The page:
Given those views, it's not altogether surprising that IBM's IP organization moved in June to hire one of the best-known advocates of handling IP as a strategic asset: Kevin Rivette, co-author of "Rembrandts in the Attic," the groundbreaking 1999 book on managing intellectual property assets. Rivette is now IBM's vice president of IP strategy, and reports to Stallings.
Over at SAP, the IP-management organization dates back only to 2001. Crean took charge last year, joining from Sun Microsystems, where his work included litigating against Microsoft on IP and other matters. Based in Palo Alto, Calif., Crean leads a group of about 50 employees in the U.S. and Germany who actively work on standards boards and write some defensive patents.
SAP's enterprise resource planning applications can cost millions of dollars and take years to implement, making them hard to reverse-engineer. That's one big reason why the company still relies mainly on copyright and some trade secrets. With only 40 patents in its vault, SAP does not look at its patents as a source of revenue, but as more of a bargaining chip in negotiations with other companies and a way to protect itself against infringement suits. "There is a philosophical question of whether a business wants to make money from an IP program or if it wants to make money directly in the marketplace," says Crean. "We've chosen to use our IP to give us the freedom to sell the products we develop. We are a product company. The IP just supports the sales of our products."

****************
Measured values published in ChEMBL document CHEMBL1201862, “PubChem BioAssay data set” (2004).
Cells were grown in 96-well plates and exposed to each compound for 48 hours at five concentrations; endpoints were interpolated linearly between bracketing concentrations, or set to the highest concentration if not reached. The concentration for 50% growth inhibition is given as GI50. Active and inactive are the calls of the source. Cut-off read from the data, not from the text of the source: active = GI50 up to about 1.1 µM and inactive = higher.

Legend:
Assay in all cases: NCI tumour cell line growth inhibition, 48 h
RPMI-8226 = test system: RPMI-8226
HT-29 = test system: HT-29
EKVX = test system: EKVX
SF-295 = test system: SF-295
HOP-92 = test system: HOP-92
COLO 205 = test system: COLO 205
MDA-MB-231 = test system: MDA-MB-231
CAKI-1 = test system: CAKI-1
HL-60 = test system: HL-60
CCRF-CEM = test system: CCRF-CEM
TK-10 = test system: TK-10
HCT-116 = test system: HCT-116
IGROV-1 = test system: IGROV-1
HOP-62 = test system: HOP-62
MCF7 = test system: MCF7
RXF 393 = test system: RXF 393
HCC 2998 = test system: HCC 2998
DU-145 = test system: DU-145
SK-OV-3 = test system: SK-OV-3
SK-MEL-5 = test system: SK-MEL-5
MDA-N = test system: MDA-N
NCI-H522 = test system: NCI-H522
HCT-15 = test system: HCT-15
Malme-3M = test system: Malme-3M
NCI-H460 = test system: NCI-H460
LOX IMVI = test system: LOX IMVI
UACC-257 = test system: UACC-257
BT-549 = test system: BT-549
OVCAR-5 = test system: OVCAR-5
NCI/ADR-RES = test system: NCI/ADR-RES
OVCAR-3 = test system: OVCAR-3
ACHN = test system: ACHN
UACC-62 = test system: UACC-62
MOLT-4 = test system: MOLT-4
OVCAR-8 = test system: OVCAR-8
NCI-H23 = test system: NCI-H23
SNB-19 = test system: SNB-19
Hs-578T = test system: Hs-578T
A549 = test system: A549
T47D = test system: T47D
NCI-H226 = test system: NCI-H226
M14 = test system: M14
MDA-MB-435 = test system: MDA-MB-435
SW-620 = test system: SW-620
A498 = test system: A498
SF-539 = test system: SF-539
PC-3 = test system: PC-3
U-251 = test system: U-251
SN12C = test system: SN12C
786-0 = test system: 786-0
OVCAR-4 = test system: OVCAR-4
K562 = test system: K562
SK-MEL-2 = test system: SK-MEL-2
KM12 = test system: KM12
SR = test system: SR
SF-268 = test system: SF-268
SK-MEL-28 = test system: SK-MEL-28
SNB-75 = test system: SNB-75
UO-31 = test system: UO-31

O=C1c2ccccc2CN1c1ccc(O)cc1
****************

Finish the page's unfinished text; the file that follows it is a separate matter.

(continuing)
It is pressure from the big corporate customers who buy its expensive applications that is motivating SAP to open up and offer products that work in open-source environments. With its NetWeaver platform for business intelligence software, SAP has created an open platform for developers to build on. Its partnership with open-source database MySQL signals to its customers that open source isn't evil in SAP's eyes. It also allows SAP to compete against Oracle's offerings without investing as much in development.
What Oracle reveals